INTERNAL AND EXTERNAL STAKEHOLDERS’ IMPACT ON PRODUCT DEVELOPMENT CURRICULUM DESIGN
Editor: Bohemia, Erik; Kovacevic, Ahmed; Buck, Lyndon; Brisco, Ross; Evans, Dorothy; Grierson, Hilary; Ion, William; Whitfield, Robert Ian
Author: Lindsten, Hanna Hellin; Auvinen, Petra Johanna; Juuti, Tero Sakari
Institution: Tampere University of Technology, Finland
Section: Creativity 4
DOI number: https://doi.org/10.35199/epde2019.64
rs do not develop curriculum independently of other stakeholders. Instead, the development activity is seen here as a joint effort of both internal and external stakeholders having a common goal of improving curriculum design and practice. In this case, internal stakeholders include the faculty, the students, and the higher education teachers’ own community while external stakeholders refer to the higher education policy and the labour market. The aim of the paper is twofold: Firstly, to analyse and make visible what kind of influence various stakeholders have on curriculum design work in product development education, and secondly, to discuss the ways in which higher education curriculum can be improved as a collaborative process between internal and external stakeholders.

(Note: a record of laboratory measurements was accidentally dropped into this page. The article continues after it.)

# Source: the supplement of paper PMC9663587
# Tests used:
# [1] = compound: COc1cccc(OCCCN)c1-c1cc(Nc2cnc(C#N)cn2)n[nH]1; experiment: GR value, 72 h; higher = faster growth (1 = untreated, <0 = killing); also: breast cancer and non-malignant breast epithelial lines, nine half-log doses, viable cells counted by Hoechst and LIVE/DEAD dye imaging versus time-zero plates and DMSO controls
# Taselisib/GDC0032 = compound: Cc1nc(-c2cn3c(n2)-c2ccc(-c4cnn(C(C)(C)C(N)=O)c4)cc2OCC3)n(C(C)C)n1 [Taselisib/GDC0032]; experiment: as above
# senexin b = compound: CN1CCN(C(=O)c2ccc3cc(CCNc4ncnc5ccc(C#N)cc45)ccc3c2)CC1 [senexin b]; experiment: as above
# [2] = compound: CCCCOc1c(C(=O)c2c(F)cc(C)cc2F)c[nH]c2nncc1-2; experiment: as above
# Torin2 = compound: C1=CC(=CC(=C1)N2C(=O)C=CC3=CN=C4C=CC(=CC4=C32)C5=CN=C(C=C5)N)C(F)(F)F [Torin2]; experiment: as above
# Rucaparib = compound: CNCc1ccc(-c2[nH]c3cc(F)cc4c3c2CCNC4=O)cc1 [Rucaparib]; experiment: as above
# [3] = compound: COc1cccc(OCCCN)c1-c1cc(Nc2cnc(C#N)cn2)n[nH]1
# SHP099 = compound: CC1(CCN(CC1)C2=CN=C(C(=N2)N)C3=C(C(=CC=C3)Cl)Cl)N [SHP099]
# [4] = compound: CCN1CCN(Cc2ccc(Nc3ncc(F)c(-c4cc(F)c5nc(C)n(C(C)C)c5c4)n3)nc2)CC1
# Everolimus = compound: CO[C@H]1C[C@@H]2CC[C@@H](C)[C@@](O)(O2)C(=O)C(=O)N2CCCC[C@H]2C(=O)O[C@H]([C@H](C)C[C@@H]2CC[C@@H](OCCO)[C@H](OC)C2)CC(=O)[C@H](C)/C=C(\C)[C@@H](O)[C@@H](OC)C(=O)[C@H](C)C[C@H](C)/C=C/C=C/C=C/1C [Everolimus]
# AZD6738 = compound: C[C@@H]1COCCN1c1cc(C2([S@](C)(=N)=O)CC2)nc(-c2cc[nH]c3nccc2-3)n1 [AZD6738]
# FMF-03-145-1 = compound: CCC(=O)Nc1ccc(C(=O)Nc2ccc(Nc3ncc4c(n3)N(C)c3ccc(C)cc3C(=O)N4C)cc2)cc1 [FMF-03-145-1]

The research data was collected from the curriculum development session conducted at the Laboratory of Mechanical Engineering and Industrial Systems on October 2018. The participants in the session were four product development teachers, a couch, a researcher and a research assistant. In the session, the participants aimed at jointly creating a particular flow chart to describe and document the specific competence goals as well as the knowledge, skills, routines, and attitudes the students should learn to achieve those goals. The researcher observed the session and intervened with questions about the various stakeholder roles in the curriculum design work. The three-hour session was recorded on an audio tape and then transcribed. The method of content analysis was used as a qualitative research strategy to analyse the transcription of the session. In conclusion, the paper highlights the importance of collaboration with relevant stakeholders at least at some point of the curriculum design work. By paying attention to different, or even contradictory stakeholder motives and interests, we can achieve a deeper understanding about the nature and dynamics of curriculum design work and therefore about the future of higher education.